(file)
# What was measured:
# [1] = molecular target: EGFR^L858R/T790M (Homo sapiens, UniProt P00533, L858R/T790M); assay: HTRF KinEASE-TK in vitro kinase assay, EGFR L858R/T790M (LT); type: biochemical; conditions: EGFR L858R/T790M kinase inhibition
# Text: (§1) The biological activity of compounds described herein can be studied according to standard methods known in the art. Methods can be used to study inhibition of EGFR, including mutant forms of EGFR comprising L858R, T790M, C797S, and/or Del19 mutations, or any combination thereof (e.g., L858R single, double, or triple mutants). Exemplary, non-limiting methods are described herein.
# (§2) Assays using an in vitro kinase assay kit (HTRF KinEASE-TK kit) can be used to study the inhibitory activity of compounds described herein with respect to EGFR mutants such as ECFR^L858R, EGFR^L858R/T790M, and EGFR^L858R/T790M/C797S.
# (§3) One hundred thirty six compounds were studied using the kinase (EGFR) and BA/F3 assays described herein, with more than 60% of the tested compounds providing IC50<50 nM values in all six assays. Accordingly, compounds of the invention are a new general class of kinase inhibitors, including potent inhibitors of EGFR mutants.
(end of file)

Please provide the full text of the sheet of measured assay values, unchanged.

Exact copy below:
# What was measured:
# [1] = molecular target: EGFR^L858R/T790M (Homo sapiens, UniProt P00533, L858R/T790M); assay: HTRF KinEASE-TK in vitro kinase assay, EGFR L858R/T790M (LT); type: biochemical; conditions: EGFR L858R/T790M kinase inhibition
# Text: (§1) The biological activity of compounds described herein can be studied according to standard methods known in the art. Methods can be used to study inhibition of EGFR, including mutant forms of EGFR comprising L858R, T790M, C797S, and/or Del19 mutations, or any combination thereof (e.g., L858R single, double, or triple mutants). Exemplary, non-limiting methods are described herein.
# (§2) Assays using an in vitro kinase assay kit (HTRF KinEASE-TK kit) can be used to study the inhibitory activity of compounds described herein with respect to EGFR mutants such as ECFR^L858R, EGFR^L858R/T790M, and EGFR^L858R/T790M/C797S.
# (§3) One hundred thirty six compounds were studied using the kinase (EGFR) and BA/F3 assays described herein, with more than 60% of the tested compounds providing IC50<50 nM values in all six assays. Accordingly, compounds of the invention are a new general class of kinase inhibitors, including potent inhibitors of EGFR mutants.